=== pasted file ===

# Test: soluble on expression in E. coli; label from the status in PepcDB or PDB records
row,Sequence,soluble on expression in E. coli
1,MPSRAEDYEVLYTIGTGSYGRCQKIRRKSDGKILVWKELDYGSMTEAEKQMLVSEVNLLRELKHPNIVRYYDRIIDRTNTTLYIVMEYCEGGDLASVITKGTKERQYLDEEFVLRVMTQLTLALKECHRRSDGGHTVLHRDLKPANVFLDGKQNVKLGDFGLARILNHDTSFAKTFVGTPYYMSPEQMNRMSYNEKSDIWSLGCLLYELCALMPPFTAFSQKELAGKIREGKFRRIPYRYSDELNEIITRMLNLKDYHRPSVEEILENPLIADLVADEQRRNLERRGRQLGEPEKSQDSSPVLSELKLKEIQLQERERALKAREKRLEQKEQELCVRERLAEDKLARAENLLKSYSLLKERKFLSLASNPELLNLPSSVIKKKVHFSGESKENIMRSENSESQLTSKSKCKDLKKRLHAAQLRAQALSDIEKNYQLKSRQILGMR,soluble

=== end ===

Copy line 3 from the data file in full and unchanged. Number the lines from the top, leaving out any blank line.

1,MPSRAEDYEVLYTIGTGSYGRCQKIRRKSDGKILVWKELDYGSMTEAEKQMLVSEVNLLRELKHPNIVRYYDRIIDRTNTTLYIVMEYCEGGDLASVITKGTKERQYLDEEFVLRVMTQLTLALKECHRRSDGGHTVLHRDLKPANVFLDGKQNVKLGDFGLARILNHDTSFAKTFVGTPYYMSPEQMNRMSYNEKSDIWSLGCLLYELCALMPPFTAFSQKELAGKIREGKFRRIPYRYSDELNEIITRMLNLKDYHRPSVEEILENPLIADLVADEQRRNLERRGRQLGEPEKSQDSSPVLSELKLKEIQLQERERALKAREKRLEQKEQELCVRERLAEDKLARAENLLKSYSLLKERKFLSLASNPELLNLPSSVIKKKVHFSGESKENIMRSENSESQLTSKSKCKDLKKRLHAAQLRAQALSDIEKNYQLKSRQILGMR,soluble